MEET FEMALE CHIEF KACHINDAMOTO WHO HAS BROKEN UP OVER 850 CHILD MARRIAGES IN MALAWI

MEET FEMALE CHIEF KACHINDAMOTO WHO HAS BROKEN UP OVER 850 CHILD MARRIAGES IN MALAWI

Thirteen years ago, Theresa Kachindamoto worked as a secretary at a city college in Zomba, a district in Southern Malawi. It had been her job for 27 years. The youngest of 12 children, she was born into a family of chiefs — Malawi’s traditional authority figures — but she never expected to become a senior chief to more than 900,000 people. But when the chiefs called, telling her to pack her bags and come home, she did. She had been chosen as the next senior chief.

She was shocked when she saw girls as young as 12 with babies and teenaged husbands, and after her coronation rites, she was soon ordering the people to give up their ways and terminating underaged marriages.

Chief Kachindamoto (Photo: AJEnglish)

A 2012 United Nations survey found that more than half of Malawi’s girls were married before the age of 18, especially in rural areas where parents are eager to get girls out of the house to ease their financial burden. It ranked Malawi 8th out of 20 countries thought to have the highest child-marriage rates in the world. Last year, Malawi’s parliament passed a law forbidding marriage before the age of 18. But under the customary law of the traditional authorities, and the constitution, Malawian children can still marry with parental consent.

Early marriage wasn’t the only practice Chief Kachindamoto was against, she also banned sexual initiation rights and sexual camps. In these rural areas, parents also send their underaged children (as young as age 7) bound for marriage away to camps for “kusasa fumbi” – which means cleansing. Reportedly, at these sexual initiation camps, the girls are taught ‘how to please men’ by performing titillating dances and sex acts.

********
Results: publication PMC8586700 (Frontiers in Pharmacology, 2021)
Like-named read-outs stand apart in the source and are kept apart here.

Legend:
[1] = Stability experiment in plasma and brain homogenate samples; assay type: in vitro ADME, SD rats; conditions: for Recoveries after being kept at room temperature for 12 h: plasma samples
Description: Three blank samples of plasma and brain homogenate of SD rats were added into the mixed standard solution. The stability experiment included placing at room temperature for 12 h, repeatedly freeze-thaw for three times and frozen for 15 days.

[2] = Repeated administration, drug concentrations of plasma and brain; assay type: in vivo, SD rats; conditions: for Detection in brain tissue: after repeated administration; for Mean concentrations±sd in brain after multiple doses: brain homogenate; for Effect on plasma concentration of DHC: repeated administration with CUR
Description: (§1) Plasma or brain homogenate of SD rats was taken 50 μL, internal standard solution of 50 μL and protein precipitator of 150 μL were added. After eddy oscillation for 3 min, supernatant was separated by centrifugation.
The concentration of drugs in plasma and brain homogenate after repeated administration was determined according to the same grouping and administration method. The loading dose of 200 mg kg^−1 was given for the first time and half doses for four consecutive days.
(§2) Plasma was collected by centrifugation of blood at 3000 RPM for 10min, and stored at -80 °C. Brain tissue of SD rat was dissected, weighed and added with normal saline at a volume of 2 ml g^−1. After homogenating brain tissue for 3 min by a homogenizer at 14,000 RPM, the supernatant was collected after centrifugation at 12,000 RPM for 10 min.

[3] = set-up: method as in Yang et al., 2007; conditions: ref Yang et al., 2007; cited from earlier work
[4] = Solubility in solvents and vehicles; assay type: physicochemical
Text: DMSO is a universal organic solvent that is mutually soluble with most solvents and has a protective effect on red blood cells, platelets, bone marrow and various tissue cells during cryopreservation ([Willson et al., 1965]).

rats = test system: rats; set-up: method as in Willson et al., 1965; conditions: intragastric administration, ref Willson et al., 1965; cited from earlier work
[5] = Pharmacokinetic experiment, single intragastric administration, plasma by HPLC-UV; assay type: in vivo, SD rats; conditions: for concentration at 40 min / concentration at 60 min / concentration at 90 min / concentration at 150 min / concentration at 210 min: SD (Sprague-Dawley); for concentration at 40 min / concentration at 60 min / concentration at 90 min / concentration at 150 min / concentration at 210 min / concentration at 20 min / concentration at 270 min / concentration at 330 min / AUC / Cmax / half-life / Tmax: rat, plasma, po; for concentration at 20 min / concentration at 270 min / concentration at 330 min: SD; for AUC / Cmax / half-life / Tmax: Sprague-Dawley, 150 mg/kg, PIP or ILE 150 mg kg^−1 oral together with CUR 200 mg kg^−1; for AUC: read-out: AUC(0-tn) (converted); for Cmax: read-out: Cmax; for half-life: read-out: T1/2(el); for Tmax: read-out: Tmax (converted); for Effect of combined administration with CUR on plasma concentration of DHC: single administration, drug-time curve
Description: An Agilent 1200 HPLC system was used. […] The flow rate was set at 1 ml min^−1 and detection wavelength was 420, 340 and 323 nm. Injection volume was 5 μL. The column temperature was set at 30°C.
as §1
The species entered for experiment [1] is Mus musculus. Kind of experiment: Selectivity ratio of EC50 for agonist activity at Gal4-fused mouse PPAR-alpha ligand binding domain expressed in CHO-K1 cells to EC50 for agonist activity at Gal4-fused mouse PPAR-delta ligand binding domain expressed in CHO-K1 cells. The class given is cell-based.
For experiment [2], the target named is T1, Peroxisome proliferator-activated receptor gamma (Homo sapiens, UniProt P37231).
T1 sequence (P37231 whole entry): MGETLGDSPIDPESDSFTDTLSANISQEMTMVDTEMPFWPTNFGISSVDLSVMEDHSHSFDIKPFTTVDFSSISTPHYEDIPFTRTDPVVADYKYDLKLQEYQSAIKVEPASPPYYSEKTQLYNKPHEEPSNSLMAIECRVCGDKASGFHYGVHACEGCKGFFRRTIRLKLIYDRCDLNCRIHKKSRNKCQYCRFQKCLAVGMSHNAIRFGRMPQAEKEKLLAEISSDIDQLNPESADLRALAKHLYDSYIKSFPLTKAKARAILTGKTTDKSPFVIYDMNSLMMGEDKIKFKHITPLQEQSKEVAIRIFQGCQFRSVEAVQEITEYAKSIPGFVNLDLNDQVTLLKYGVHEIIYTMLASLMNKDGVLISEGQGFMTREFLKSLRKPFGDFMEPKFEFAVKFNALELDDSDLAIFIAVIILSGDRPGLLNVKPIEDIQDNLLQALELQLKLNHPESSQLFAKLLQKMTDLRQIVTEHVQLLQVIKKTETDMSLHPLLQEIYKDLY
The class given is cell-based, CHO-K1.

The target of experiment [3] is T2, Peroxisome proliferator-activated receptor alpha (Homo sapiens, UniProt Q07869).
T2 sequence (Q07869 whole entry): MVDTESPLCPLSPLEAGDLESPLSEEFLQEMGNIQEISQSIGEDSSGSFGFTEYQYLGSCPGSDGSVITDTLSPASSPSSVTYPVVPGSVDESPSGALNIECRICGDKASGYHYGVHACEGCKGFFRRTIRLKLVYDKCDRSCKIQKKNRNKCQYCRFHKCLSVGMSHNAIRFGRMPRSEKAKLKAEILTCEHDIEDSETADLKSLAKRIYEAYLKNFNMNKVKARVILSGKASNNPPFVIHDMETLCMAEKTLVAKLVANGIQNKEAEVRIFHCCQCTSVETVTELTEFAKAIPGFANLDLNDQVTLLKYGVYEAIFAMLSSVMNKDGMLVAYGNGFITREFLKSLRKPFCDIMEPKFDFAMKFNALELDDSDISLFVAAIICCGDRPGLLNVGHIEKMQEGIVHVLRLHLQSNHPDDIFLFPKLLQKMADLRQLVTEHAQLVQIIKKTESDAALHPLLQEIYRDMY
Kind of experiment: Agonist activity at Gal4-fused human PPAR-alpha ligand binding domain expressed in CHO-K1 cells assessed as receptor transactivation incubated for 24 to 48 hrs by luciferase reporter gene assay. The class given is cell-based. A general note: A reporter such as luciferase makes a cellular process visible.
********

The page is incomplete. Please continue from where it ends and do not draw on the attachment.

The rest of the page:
Newly-initiated children are now regarded as adults after being initiation at camps for several weeks. (Photo: News24)

Some children “graduate” only by having sex with the teacher. Others return home untouched, only to be preyed on by a local “hyena” — men hired by parents to take their girls’ virginity — or by prospective husbands to impregnate them. In a country where one in 10 people have HIV, these rites of passage — which rarely involve the use condoms — are sentencing girls to a lifetime of trauma, and, in some cases, early death.

One in five Malawian girls is a victim of sexual violence, as is one in seven boys, according to the UN Children’s Fund, UNICEF. And a lot of Malawian traditions promote sexual abuse within the family. If a girl’s aunt or older sister falls sick, she can be sent to look after the household, and in some cases will be expected to have sex with her uncle or step-brother.

Chief Kachindamoto has faced a lot of pushback. Many parents did not want to hear her pleas to keep their girls in school or her assurances that an educated girl would bring them a greater fortune. The common response was that she had no right to overturn tradition, nor, as the mother of five boys, to lecture others on the upbringing of girls.

Children at a school in Chimoya where mothers’ groups campaigning to end child marriage say parents refuse (Photo: Hannah McNeish/Al Jazeera)

Realising that she couldn’t change the traditionally set mentality of parents, Kachindamoto instead changed the law, by getting her 50 sub-chiefs to sign an agreement to abolish early marriage under the customary law and annul any existing unions in her area of authority.

And when she learned that child marriages were still taking place in some areas, she fired four male chiefs responsible for these areas. They returned months later to tell her that all marriages had been undone. After sending people to verify this, she hired the chiefs back. She then drew community members, the clergy, local committees and charities together to pass a bylaw that banned early marriage under the civil law.

Over the past four years, Kachindamoto has broken up more than 850 marriages and sent all of the children involved back to school. She often pays for, or finds other sponsors to pay for, the schooling of girls whose parents cannot afford to pay school fees.

culled from konbini.com
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